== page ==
“Now is no time to think of what you do not have. Think of what you can do with what there is.” Ernest Hemingway
A short story: When the city of Leningrad was laid out in the early 18th century, oneenromous chunk granite was lying in the way of a main road. Bids for its removal were incredibly high because there were no mechanical means for removal, no drills or usableexlosives.
One day a peasant offered to remove the boulder for a fraction of the other bids. He assembled a small army of peasants and they began digging a deep hole next to the rock, which was propped up to keep it stable. When the hole was deep enough, the props were removed and the boulder popped into the hole below street level. The rock was covered with dirt, and the rest of the earth was carted away.
Resourcefulness is a priceless quality. We can bring it to our work through:
Optimism: Attitude matters. If you approach a thorny situation with the belief that there is a solution and you can find it, your road will be smoother.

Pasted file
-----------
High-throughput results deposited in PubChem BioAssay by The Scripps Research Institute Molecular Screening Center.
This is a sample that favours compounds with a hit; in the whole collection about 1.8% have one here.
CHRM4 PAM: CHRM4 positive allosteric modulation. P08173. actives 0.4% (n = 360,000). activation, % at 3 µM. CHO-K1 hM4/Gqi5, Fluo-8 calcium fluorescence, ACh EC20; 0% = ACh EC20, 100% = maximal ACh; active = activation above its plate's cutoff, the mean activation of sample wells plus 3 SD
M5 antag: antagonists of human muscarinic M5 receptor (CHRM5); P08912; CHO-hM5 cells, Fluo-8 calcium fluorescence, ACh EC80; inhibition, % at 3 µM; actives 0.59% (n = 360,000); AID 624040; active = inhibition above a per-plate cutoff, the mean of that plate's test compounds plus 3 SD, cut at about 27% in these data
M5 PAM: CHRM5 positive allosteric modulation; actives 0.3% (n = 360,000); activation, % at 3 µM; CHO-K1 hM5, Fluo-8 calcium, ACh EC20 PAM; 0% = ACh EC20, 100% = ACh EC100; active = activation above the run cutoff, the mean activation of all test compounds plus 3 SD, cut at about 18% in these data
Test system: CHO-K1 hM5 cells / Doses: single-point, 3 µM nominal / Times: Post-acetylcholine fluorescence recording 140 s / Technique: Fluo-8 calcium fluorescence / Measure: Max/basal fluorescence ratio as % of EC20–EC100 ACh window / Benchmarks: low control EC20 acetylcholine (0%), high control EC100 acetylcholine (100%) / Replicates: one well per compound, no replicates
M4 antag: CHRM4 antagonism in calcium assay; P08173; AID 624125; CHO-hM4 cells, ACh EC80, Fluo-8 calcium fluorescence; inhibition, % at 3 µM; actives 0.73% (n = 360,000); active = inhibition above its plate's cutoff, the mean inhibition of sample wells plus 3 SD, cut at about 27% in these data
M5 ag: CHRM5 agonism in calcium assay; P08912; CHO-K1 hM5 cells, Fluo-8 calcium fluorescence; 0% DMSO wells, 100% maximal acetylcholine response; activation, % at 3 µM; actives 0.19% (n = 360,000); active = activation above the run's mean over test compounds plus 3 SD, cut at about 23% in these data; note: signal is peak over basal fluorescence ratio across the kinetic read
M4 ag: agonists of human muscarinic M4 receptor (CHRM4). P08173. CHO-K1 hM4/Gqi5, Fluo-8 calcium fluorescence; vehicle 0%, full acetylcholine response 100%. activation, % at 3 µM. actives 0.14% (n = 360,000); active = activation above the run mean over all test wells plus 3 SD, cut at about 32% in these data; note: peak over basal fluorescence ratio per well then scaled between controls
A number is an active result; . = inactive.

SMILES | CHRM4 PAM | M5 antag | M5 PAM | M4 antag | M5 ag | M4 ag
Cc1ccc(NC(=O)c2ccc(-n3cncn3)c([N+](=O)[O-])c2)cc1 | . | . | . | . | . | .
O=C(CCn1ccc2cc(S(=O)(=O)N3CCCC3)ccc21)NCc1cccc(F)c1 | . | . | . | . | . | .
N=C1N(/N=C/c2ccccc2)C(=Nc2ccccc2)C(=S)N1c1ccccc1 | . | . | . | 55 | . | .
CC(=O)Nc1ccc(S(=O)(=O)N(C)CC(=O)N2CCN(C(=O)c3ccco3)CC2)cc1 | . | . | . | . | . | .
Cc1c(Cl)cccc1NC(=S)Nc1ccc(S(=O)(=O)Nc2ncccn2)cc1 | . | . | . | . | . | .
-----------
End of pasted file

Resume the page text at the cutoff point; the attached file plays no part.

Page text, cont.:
Open-mindedness: Be alive to new ideas and fresh ways of thinking. Get out of your comfort zone. Explore. Discover. Apply what you’ve learned.
Ingenuity: Resourcefulness is really about making the most of what you have to work with. It requires creative thinking.
Persistence: Like Thomas Edison, you may need to try many approaches until something clicks. Keep experimenting, playing around, seeking and tweeking.
Resourcefulness in writing gives rise to fresh, unpredictable characters, surprising plot twists, and words that sparkle with verve and brio. Let’s mine this precious quality in ourselves and share the results with our readers. Write on!